Reflections on Sonic Environments

Vincent Meelberg and Marcel Cobussen


When you are in The Netherlands on any first Monday of the month, you cannot miss it. At exactly 12 o’clock, midday, the functioning of the Dutch civil defense sirens system, consisting of around 4200 sirens placed all across the country, is tested, and the sirens resonate in unison. Listen to one of those sirens, recorded at Bezuidenhout in The Hague, on 2 November 2009. The sirens upset my Serbian wife as they remind her of the bombings of Belgrade in 1999. Steve Goodman states in Sonic Warfare: “siren obviously signifies alarm, but more interestingly here, its very modulation of frequency produces a state of alertness that can undermine and override cognition.” (Goodman 2010: 66)

Sounds and war are closely connected. In The Soundscape, R. Murray Schafer mentions ‘the peculiar bending of the Latin word bellum (war) into the Low German and Old English bell(e) (meaning “to make a loud noise”). (Schafer 1994: 50) Noise equals power; it induces fear. Don’t underestimate the psychological effects the mere sounds of gunfights, fighter planes, carpet bombing, sirens, and anti-aircraft guns have on humans. The sounds of war are also a war of sounds: from the din of arms in earlier times to the roaring of low-flying helicopters and fighter jets versus the yelling of the crowds in the streets and on the squares of Cairo, Benghazi, Sanaa, and so many other cities in the Middle East during the first months of 2011.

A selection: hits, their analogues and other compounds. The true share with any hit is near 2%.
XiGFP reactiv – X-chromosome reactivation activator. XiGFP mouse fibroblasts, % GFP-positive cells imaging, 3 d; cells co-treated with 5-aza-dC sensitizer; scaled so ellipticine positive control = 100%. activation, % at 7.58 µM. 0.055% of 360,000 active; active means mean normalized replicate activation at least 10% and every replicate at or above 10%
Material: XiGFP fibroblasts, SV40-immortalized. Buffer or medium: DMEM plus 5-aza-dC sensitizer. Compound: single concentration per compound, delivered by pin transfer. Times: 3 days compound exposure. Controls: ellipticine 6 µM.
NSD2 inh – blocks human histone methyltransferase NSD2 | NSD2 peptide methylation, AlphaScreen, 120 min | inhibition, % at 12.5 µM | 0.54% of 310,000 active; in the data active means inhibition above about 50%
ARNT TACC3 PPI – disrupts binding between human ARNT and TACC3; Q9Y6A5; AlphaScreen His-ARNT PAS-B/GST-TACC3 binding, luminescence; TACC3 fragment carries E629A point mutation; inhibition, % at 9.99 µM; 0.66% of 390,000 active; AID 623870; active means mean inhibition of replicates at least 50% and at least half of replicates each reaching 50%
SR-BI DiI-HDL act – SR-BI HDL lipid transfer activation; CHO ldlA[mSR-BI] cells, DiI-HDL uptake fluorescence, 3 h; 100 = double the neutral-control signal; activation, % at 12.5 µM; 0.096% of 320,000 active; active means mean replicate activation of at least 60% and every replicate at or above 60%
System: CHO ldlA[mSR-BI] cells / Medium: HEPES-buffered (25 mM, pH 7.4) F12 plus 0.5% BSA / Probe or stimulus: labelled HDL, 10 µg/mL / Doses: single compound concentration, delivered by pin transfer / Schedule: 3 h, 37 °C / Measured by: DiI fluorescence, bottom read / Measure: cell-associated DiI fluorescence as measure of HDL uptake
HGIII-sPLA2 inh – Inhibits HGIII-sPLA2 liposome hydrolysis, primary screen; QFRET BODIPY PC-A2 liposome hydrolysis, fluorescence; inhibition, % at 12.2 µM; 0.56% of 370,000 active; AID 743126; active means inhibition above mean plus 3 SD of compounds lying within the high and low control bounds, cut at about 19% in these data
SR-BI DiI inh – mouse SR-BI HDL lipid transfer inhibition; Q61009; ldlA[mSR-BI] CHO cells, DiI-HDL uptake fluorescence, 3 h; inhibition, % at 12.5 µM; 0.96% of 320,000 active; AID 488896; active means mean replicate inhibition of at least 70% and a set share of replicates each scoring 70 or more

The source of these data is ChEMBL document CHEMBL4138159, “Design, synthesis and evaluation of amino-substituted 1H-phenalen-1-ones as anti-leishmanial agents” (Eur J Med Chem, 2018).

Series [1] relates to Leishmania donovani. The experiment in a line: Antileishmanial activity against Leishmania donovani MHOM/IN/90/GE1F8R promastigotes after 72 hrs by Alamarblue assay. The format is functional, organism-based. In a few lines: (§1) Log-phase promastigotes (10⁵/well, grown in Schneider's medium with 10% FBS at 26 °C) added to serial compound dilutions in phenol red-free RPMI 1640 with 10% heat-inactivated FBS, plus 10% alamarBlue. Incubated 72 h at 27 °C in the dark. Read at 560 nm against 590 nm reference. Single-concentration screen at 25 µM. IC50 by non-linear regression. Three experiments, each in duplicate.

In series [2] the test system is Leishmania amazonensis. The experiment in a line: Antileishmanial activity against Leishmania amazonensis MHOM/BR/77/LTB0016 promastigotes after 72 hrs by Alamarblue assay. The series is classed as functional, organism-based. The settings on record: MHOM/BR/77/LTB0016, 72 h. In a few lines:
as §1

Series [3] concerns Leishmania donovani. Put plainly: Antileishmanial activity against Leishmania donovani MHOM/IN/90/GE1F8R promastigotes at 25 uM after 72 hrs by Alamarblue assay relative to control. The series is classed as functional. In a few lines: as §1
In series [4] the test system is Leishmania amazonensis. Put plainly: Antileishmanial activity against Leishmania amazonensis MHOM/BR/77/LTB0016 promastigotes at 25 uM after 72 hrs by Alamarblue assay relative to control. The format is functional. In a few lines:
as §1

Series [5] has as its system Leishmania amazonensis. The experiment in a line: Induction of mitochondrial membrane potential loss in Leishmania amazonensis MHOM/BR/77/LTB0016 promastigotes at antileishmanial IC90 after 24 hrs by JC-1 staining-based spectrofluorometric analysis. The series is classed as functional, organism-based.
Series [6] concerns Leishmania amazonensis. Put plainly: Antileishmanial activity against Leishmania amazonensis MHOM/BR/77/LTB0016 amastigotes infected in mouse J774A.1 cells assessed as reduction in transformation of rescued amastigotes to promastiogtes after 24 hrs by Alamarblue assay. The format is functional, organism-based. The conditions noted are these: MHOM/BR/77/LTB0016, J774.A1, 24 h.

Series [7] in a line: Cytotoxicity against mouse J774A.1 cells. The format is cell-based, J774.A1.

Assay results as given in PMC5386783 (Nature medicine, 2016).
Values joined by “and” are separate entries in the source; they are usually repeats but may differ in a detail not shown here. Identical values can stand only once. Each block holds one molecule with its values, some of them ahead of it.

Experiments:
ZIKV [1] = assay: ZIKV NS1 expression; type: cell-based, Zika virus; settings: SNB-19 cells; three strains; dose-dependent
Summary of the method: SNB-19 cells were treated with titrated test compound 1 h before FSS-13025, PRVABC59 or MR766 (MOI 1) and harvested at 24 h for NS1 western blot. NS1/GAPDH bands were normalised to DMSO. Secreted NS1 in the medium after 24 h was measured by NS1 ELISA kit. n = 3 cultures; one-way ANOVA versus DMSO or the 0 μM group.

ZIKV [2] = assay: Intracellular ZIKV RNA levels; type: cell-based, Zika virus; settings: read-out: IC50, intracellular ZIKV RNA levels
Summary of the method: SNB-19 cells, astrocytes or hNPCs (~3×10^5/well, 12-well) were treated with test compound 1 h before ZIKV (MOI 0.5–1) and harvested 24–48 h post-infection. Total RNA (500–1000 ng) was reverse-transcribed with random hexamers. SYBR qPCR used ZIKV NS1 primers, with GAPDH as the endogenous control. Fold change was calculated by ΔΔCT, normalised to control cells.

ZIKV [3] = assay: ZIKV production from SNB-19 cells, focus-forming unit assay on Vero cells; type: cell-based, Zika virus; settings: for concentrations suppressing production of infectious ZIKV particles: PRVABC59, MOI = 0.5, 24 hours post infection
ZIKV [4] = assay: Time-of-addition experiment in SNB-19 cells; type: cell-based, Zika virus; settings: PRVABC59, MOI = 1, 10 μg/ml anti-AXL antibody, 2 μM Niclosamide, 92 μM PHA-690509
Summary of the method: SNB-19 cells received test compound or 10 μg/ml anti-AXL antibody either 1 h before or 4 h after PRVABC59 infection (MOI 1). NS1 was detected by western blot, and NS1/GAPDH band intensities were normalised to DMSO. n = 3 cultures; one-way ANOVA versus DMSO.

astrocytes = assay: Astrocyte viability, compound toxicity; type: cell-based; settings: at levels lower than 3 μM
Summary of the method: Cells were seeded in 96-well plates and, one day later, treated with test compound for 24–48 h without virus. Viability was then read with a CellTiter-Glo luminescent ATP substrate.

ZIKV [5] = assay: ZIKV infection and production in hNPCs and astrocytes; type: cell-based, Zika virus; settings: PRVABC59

Throughout history, the audiosphere has been subject to militarization. Sounds contribute to an immersive atmosphere of fear and dread, for example in 2005 when the Israeli air force was using high-volume, deep-frequency sonic bombs in the Gaza Strip. (Goodman 2010: xiii) Much less audible but not less effective are the experiments with infrasonic weapons by the US Army which seem to be able to attack the immune system of an organism. See for example the HAARP research project in Alaska. Tests with ELF-waves (Extremely Low Frequencies) appear to reveal that they can affect human brains operating in low frequency zones. This holds out prospects of the production of a neuro-telepathic weapon which could destabilize, from a great distance, complete populations by attacking their cerebral functions. (Sloterdijk 2009: 106) Although still in its infancy and not having left the level of conspiracy theories, researches on sounds, hearing, and the subliminal effect of vibrations thus contribute to future ecological warfare with hypersonic weapons.


                                                                                                                              The Study

                                                        The Shop

            Sirens                                                                                                                                                                  The Gym


                    The Bedroom


                             The Ear and/versus the Eye

                Sound Design    



                                                    Footsteps                                                                                                                                      Rattle and Hum

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